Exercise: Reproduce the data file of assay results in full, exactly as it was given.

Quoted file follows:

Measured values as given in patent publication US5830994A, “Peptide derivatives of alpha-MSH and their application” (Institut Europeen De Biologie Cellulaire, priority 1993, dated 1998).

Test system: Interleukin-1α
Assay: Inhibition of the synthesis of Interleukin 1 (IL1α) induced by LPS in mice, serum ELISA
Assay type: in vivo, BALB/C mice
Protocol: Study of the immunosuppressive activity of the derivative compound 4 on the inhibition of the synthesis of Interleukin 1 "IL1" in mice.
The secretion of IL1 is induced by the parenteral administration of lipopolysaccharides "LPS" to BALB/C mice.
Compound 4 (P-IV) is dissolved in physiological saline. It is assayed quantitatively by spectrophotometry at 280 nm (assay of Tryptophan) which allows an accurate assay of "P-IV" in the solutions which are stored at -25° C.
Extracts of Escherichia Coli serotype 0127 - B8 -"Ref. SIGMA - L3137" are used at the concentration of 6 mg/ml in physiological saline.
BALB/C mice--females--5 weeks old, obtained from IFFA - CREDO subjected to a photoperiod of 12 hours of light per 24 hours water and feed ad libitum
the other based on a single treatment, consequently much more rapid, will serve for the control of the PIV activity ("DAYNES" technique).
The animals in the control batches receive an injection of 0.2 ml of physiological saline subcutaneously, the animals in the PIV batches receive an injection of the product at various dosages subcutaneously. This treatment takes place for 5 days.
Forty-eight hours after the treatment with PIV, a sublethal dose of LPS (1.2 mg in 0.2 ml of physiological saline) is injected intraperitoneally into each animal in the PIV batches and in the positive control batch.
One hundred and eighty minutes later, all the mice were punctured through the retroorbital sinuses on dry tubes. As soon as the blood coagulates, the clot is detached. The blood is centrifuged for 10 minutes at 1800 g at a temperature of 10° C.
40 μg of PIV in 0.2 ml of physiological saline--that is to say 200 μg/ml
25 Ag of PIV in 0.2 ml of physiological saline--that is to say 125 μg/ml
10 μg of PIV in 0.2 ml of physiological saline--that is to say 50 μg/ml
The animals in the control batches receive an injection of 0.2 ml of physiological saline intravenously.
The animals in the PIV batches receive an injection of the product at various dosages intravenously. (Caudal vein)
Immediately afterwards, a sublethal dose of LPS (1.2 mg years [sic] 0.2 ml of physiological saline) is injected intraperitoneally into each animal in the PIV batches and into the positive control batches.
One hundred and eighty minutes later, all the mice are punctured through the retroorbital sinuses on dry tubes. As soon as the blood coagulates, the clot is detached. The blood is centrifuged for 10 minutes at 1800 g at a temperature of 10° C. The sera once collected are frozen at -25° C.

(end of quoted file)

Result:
Measured values as given in patent publication US5830994A, “Peptide derivatives of alpha-MSH and their application” (Institut Europeen De Biologie Cellulaire, priority 1993, dated 1998).

Test system: Interleukin-1α
Assay: Inhibition of the synthesis of Interleukin 1 (IL1α) induced by LPS in mice, serum ELISA
Assay type: in vivo, BALB/C mice
Protocol: Study of the immunosuppressive activity of the derivative compound 4 on the inhibition of the synthesis of Interleukin 1 "IL1" in mice.
The secretion of IL1 is induced by the parenteral administration of lipopolysaccharides "LPS" to BALB/C mice.
Compound 4 (P-IV) is dissolved in physiological saline. It is assayed quantitatively by spectrophotometry at 280 nm (assay of Tryptophan) which allows an accurate assay of "P-IV" in the solutions which are stored at -25° C.
Extracts of Escherichia Coli serotype 0127 - B8 -"Ref. SIGMA - L3137" are used at the concentration of 6 mg/ml in physiological saline.
BALB/C mice--females--5 weeks old, obtained from IFFA - CREDO subjected to a photoperiod of 12 hours of light per 24 hours water and feed ad libitum
the other based on a single treatment, consequently much more rapid, will serve for the control of the PIV activity ("DAYNES" technique).
The animals in the control batches receive an injection of 0.2 ml of physiological saline subcutaneously, the animals in the PIV batches receive an injection of the product at various dosages subcutaneously. This treatment takes place for 5 days.
Forty-eight hours after the treatment with PIV, a sublethal dose of LPS (1.2 mg in 0.2 ml of physiological saline) is injected intraperitoneally into each animal in the PIV batches and in the positive control batch.
One hundred and eighty minutes later, all the mice were punctured through the retroorbital sinuses on dry tubes. As soon as the blood coagulates, the clot is detached. The blood is centrifuged for 10 minutes at 1800 g at a temperature of 10° C.
40 μg of PIV in 0.2 ml of physiological saline--that is to say 200 μg/ml
25 Ag of PIV in 0.2 ml of physiological saline--that is to say 125 μg/ml
10 μg of PIV in 0.2 ml of physiological saline--that is to say 50 μg/ml
The animals in the control batches receive an injection of 0.2 ml of physiological saline intravenously.
The animals in the PIV batches receive an injection of the product at various dosages intravenously. (Caudal vein)
Immediately afterwards, a sublethal dose of LPS (1.2 mg years [sic] 0.2 ml of physiological saline) is injected intraperitoneally into each animal in the PIV batches and into the positive control batches.
One hundred and eighty minutes later, all the mice are punctured through the retroorbital sinuses on dry tubes. As soon as the blood coagulates, the clot is detached. The blood is centrifuged for 10 minutes at 1800 g at a temperature of 10° C. The sera once collected are frozen at -25° C.